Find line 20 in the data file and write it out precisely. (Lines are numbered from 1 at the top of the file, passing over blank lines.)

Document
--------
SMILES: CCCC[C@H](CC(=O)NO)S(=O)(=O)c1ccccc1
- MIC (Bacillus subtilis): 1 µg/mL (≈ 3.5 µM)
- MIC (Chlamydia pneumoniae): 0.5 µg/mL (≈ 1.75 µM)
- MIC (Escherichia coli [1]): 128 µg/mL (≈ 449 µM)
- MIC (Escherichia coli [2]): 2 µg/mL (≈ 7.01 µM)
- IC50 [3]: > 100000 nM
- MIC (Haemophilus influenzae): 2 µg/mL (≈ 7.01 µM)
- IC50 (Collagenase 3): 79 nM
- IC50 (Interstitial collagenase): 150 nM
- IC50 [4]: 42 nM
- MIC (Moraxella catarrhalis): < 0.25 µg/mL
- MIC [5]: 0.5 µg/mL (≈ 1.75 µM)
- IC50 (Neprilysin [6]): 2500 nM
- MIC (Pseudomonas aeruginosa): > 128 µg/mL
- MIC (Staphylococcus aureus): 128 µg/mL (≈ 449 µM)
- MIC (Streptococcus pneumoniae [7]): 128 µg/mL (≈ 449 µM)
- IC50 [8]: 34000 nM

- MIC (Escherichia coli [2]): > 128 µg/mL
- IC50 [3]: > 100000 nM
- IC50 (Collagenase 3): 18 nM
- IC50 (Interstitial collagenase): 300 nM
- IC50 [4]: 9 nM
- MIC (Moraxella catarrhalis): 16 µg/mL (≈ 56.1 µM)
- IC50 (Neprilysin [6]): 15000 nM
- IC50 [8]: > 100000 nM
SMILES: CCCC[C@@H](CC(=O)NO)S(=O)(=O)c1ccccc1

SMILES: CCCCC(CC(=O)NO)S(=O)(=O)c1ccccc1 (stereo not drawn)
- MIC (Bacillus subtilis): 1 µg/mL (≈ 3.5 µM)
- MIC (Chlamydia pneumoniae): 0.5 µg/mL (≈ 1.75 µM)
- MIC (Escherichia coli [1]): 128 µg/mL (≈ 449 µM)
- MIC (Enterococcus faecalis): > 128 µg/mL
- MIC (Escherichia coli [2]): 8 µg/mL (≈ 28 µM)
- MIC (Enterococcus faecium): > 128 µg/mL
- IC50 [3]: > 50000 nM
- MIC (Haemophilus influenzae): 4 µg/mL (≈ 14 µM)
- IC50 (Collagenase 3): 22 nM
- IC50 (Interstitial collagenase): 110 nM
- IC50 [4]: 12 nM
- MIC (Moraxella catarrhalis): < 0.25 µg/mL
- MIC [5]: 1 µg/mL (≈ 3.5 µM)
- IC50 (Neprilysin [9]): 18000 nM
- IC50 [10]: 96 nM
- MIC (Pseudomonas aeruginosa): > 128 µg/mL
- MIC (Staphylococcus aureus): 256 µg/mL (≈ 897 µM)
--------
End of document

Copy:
- IC50 (Collagenase 3): 18 nM